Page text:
Written by Guest Author | January 9, 2018
While it is widely recognised just how important workplace diversity is for organisations that wish to become or remain leading innovators in their field, for so many firms, a few nagging factors seem to hold them back from achieving that.
It’s certainly easy for your hiring team to be unconsciously biased in favour of and against certain groups of people – after all, it’s human nature and is typically acted on without any thought or malice.
Such bias can take many forms – perhaps racial, gendered, personality-based or something else altogether – but what can’t be denied is that it exists. Here are some of the forms of unconscious bias of which you should be especially aware.
You only need to have a quick look on social media these days to see how conformity bias can manifest among groups of people who very much think the same as each other.
It’s a form of bias that can arise due to the individual simply following the opinion of the majority, while ignoring their own views. In recruiting, it can happen in a panel interview, where some individuals may fear disagreeing with the majority and therefore avoid airing their own thoughts.
Are you allowing just one aspect or detail of the candidate or their CV to overshadow everything else?
This could result in you regarding an unsuitable candidate as suitable simply because they studied at an especially prestigious university, for instance, or seeing a fit candidate as unfit solely on the basis of disliking one of their former careers.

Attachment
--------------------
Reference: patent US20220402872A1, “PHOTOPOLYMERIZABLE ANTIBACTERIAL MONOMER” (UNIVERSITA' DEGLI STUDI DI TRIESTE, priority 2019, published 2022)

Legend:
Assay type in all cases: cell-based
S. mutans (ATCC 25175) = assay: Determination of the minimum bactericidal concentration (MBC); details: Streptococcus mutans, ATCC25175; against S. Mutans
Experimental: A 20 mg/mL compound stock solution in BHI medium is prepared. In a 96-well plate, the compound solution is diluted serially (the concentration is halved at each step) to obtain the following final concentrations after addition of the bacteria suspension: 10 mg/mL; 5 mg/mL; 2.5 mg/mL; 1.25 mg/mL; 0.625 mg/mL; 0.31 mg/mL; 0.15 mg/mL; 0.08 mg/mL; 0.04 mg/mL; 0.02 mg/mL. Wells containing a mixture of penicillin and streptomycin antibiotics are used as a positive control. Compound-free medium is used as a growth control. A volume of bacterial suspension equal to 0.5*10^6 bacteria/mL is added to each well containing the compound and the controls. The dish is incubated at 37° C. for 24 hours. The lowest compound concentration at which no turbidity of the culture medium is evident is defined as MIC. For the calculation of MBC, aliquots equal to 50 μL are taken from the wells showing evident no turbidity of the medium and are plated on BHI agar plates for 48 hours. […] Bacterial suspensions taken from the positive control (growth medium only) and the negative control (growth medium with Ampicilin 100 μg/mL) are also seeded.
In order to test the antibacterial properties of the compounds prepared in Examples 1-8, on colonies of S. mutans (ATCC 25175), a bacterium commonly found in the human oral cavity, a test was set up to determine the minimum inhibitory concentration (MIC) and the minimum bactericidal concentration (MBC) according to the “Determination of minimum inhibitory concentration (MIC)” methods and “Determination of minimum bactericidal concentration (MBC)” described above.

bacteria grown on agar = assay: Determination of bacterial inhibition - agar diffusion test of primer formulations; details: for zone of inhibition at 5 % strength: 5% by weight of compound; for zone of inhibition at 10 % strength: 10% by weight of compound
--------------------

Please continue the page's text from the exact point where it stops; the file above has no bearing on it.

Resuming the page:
It can also be easy to become swayed by external appearance in one’s hiring decisions.
It can certainly happen if there is a deep-rooted belief that the more handsome candidate will perform better. However, the opposite can also occur in what is known as the ‘bimbo effect’, whereby someone who is traditionally attractive is similarly dismissed.
Affinity and similarity bias
These are among the most common forms of unconscious bias, with the former occurring when the hirer prefers a certain candidate because of traits that the two of them share – for example, having studied at the same university.
Similarity bias, meanwhile, arises when the recruiter sees themselves or part of themselves in the job candidate, and is therefore more open to the idea of employing them.
Even some of the biggest companies in their respective fields, and which take great pride in the diversity of their employee base, can sometimes fail to assemble a truly diverse team as a result of unconscious bias. It’s certainly a factor to bear in mind when you are looking for appropriate in-house recruitment software that can help you to ‘breed out’ such bias from your hiring process.
Why hesitate to request a demo of our sought-after Fusion recruitment platform here at Webrecruit today? We’ll help to ensure you select the in-house recruitment software that reflects the working process and full breadth of requirements of your hiring team.